Evolution of gas from one or more electrodes resulting from electrolysis of water during charge or from self-discharge. This can cause failure through cell dry-out.Electrically insulating layer of material which physically separates electrodes of opposite polarity. Gassing Potential difference Primary cell or battery Secondary battery Separator Specific gravity Sulfation Terminal Thermal runaway Rev.Lead-Acid Storage Batteries DOE-HDBK-1084-95 DEFINITIONS Float charge . shortened life. 0 Page 3 Batteries .A battery that after discharge may be restored to its charged state by passage of an electrical current through the cell in the opposite direction to that of discharge. . Separators must be permeable to ions in the electrolyte and may also have the function of storing or immobilizing the electrolyte. . Used as an indicator of the state of charge of a cell or battery. also referred to as "terminal post" or "post.Work which must be done against electrical forces to move a unit charge from one point to the other. . .Cell or battery which is not intended to be recharged and is discarded when the cell or battery has delivered its useful capacity." . and/or melting of the battery.Ratio of the weight of a solution to an equal volume of water at a specified temperature. Significant gassing occurs when the battery is nearing the fully charged state while recharging or when the battery is on equalizing charge. .Method of charging in which a secondary cell is continuously connected to a constant-voltage supply that maintains the cell in a fully charged condition. (Also called storage or rechargeable.A condition that occurs in a battery (especially valve-regulated types) when charging energy results in heat generation within the battery greater than the heat dissipated. also known as electromotive force (EMF).) . .Formation of lead sulfate crystals on the plates of a lead-acid battery.External electric connections of a cell or battery. . causing an uncontrolled rise in battery temperature.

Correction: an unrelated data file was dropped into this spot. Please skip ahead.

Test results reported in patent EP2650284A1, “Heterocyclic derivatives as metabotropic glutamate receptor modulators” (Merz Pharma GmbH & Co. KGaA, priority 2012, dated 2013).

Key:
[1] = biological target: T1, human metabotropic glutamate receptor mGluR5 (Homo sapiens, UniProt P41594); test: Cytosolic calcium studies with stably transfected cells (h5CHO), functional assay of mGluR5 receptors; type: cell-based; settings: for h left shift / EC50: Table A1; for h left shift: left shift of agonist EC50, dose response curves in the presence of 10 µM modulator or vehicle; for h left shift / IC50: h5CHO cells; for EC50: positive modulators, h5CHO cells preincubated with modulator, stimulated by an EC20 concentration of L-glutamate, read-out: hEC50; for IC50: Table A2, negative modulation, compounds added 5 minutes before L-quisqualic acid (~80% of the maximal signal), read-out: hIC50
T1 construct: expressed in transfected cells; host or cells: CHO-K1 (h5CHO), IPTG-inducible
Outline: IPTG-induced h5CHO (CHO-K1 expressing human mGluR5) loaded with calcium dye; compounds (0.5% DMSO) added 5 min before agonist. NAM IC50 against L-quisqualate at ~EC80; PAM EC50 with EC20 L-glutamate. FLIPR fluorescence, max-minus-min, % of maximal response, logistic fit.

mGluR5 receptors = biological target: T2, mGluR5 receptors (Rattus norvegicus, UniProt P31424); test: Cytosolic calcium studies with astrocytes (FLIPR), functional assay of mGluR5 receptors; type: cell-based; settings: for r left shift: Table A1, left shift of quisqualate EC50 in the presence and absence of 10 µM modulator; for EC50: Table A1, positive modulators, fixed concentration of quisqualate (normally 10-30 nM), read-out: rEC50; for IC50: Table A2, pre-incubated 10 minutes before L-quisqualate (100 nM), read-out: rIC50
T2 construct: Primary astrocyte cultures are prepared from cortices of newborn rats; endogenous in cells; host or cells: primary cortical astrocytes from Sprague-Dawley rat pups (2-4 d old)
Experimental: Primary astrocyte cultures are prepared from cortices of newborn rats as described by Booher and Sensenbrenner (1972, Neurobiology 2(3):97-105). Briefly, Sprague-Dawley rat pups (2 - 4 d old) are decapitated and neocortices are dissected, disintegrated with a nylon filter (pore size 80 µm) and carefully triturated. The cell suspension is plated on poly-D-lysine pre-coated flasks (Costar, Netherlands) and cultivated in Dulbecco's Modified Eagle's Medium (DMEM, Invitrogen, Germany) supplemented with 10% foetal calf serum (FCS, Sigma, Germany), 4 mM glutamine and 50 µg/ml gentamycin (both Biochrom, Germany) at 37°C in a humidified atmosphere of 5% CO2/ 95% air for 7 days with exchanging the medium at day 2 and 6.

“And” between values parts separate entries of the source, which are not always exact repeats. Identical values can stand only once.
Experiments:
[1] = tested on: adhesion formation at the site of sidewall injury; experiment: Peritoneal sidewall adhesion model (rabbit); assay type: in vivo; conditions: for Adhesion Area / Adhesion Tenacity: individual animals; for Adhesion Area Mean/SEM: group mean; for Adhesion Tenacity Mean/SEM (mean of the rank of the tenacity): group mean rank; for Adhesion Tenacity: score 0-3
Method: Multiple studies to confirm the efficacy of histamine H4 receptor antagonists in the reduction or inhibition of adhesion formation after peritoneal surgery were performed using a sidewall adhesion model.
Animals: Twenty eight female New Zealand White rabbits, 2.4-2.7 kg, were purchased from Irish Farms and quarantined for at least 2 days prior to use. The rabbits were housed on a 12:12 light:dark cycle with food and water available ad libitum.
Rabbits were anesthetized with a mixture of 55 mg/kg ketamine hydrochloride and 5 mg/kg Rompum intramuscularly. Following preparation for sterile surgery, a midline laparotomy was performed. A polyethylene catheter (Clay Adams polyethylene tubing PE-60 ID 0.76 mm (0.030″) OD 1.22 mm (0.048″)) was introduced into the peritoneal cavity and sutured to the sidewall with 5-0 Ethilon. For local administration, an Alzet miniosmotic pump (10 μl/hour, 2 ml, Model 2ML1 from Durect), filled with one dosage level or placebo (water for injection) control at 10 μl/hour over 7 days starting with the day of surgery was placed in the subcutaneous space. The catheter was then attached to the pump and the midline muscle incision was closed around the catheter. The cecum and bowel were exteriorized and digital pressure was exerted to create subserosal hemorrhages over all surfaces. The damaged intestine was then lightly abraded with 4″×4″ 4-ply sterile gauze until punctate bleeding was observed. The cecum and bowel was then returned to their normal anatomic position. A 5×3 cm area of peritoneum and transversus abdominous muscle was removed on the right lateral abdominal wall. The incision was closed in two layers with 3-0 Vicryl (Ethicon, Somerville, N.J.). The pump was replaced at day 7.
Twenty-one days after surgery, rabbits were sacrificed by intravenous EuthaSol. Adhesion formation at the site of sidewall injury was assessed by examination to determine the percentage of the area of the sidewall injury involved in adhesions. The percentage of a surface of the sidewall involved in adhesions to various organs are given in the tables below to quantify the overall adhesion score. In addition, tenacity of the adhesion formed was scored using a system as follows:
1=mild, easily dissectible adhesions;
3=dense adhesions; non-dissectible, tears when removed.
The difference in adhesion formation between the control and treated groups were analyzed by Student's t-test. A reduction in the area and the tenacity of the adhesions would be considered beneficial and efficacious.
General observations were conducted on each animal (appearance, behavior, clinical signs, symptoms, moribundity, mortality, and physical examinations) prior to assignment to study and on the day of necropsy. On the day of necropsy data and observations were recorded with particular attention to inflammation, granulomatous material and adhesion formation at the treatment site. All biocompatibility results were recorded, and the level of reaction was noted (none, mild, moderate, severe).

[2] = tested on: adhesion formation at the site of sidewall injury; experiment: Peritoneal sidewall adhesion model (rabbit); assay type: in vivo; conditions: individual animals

Method of charging in which a secondary cell is either continuously or intermittently connected to a constant current supply in order to maintain the cell in fully or nearly fully charged condition. 0 . . expressed in volts (V).DEFINITIONS DOE-HDBK-1084-95 Lead-Acid Storage Batteries Trickle charge . Voltage Batteries Page 4 Rev.Electromotive force or potential difference.